I wrote a post yesterday on the subject of Islamophobia. In it, I said that I found it to be a nonsensical term because I do not see any connection between phobias and what people mean by this term. I wrote that the term reflects negative attitudes toward Islam and/or Muslims, and I suggested that we be more precise in our terminology. That is, if we are trying to convey anti-Islam sentiment or hatred of Muslims, we say so. I might call myself an anti-theist, but it would not occur to me to call myself a "theistophobe." I noted that I have a similar reaction when I hear homophobia because this too seems to be more about hatred and bigotry than fear. When I encounter someone who is an anti-gay bigot, I prefer to use that terminology as I do not assume they are driven primarily by fear.
Of all the posts I've written here, I would have rated this one as among the least likely to be controversial. And yet, the post prompted one of the strongest negative reactions I've received from another atheist blogger. I seem to have hit a nerve without knowing why. Here's how Austin Cline (About.com) approached the subject on Twitter:
I must have screwed up big time to have prompted such a response from a fellow blogger. Austin fired off a couple more tweets.
I wasn't sure what to make of this. What had I done to elicit such a strong response? Had I made "the exact same argument used by Christians for why they aren't really homophobic" in my post? Do most Christians argue that they should be called anti-gay bigots instead of homophobes? This was my point - that we should label the hatred and bigotry as hatred and bigotry and not confuse things with the phobia label.
I still wasn't sure what was going on, so I guessed that Austin might be reacting to the distinction I was drawing between fear and bigotry. I responded:
Our miscommunication here was clear. I was referring to scientific research on bigotry and prejudice as implicating more than just fear; Austin was referring to anecdotal reports and personal experience to support the role of fear. I recognize that fear is relevant; I just don't think it is the whole story. He went on:
While I think that fear is relevant to hate and bigotry, I am reasonably certain that other factors are involved as well. I'm also well aware that I'm picky when it comes to terminology. I have a difficult time turning off the scientist in me who knows the importance of precise definitions. At this point, I still wasn't sure what I had said that was so disappointing or why Austin seemed to feel so strongly about this. So I asked.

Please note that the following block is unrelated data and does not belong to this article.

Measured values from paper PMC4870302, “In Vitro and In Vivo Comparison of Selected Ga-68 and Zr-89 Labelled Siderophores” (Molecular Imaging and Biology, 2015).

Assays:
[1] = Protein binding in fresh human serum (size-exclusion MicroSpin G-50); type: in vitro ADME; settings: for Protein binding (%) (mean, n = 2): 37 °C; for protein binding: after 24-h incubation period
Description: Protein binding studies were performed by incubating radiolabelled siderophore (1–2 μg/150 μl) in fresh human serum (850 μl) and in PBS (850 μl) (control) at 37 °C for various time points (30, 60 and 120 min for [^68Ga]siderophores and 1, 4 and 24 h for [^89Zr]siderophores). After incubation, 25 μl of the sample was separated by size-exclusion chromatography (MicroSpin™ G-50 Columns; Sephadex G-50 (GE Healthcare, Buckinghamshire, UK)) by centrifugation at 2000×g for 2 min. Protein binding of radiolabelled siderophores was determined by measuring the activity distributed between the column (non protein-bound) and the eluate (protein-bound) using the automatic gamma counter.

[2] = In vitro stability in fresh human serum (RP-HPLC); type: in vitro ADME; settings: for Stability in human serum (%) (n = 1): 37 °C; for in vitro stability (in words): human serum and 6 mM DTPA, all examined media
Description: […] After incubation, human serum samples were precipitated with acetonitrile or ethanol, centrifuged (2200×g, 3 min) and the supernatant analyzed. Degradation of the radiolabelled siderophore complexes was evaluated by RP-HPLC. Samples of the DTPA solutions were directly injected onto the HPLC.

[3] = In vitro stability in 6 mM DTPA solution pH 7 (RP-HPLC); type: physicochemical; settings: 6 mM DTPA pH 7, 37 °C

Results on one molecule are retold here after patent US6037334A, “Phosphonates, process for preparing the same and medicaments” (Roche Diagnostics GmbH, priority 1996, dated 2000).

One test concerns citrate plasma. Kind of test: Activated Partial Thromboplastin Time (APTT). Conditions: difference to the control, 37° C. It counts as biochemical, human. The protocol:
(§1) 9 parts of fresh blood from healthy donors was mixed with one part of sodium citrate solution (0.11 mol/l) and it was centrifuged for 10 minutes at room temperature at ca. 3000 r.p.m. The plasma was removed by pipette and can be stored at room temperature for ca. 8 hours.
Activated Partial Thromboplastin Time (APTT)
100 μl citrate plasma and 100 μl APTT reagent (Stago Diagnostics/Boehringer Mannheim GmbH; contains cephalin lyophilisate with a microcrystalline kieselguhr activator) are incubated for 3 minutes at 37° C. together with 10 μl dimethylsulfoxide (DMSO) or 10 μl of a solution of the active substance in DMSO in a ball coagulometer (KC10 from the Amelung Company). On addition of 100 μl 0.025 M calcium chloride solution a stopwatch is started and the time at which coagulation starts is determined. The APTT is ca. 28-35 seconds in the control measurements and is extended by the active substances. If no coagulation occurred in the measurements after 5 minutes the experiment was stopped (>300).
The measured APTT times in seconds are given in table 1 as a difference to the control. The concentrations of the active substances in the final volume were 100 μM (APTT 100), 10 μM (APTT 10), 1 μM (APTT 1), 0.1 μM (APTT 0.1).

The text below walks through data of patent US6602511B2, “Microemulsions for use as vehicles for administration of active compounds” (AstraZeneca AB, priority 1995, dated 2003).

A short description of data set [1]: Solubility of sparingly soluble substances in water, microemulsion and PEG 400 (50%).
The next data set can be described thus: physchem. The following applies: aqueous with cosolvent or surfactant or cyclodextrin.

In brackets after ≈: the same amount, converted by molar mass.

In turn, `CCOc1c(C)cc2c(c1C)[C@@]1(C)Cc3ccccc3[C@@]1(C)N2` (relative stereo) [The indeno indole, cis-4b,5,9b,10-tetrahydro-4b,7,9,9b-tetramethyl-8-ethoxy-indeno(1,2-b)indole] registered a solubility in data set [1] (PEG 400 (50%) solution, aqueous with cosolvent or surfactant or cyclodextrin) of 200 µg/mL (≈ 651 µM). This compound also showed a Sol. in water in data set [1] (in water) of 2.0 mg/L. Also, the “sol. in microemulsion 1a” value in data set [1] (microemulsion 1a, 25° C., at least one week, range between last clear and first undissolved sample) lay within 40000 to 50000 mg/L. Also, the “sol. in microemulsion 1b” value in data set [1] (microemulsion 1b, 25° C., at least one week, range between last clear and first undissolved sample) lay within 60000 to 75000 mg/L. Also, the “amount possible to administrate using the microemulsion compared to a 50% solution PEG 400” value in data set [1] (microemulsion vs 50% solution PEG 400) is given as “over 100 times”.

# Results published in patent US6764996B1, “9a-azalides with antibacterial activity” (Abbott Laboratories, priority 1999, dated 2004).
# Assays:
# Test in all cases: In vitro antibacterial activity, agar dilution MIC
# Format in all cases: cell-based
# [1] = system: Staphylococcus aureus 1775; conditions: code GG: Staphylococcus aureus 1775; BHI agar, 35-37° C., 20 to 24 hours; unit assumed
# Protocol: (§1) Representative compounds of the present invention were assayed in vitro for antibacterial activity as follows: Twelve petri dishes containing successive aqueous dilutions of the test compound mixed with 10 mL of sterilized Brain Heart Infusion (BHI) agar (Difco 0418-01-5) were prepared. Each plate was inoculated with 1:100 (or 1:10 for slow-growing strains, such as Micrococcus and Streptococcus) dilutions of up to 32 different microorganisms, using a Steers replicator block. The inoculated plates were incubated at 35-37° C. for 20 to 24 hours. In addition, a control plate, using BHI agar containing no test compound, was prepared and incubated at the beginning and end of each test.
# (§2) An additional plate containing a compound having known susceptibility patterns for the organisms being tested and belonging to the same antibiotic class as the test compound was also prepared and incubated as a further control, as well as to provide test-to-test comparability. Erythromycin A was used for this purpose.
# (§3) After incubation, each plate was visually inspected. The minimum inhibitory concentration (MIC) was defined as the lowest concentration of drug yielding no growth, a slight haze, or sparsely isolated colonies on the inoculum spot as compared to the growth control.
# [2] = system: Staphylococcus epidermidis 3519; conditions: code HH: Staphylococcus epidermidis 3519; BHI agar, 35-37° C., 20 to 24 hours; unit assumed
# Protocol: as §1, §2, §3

Austin replied this morning:
I fear I might be overly dense here, as he certainly seems to believe that he's been clear in explaining why I was wrong to write what I wrote. But I see no evidence in his tweets that my argument (i.e., we should be more precise in how we talk about hatred and bigotry) is "demonstrably wrong." I ever suggested nor would I ever suggest that what he wants to call homophobia does not exist. Again, my point was that we should call anti-gay bigotry or other forms of hate bigotry or hate and not -phobia. As I noted above, I've never heard of a Christian asking to be called a bigot instead of a homophobe.
When Austin suggested that I "revisit" my post, I don't think he's suggesting I rewrite it. I think he's saying that it wasn't clear and that I ought to clarify. I hope I've done that here. Once again, my point was that I find terms like Islamophobia and homophobia misleading because they are not phobias and are not necessarily all about fear (although fear certainly may play a role). If the goal of using them is to describe hate and bigotry directed and these groups, I would prefer labels like "bigotry" or "hate." It isn't that I somehow think these negative attitudes don't exist or aren't problematic; it is just that I'd rather be more precise in how we talk about them. That was the only argument I was making.
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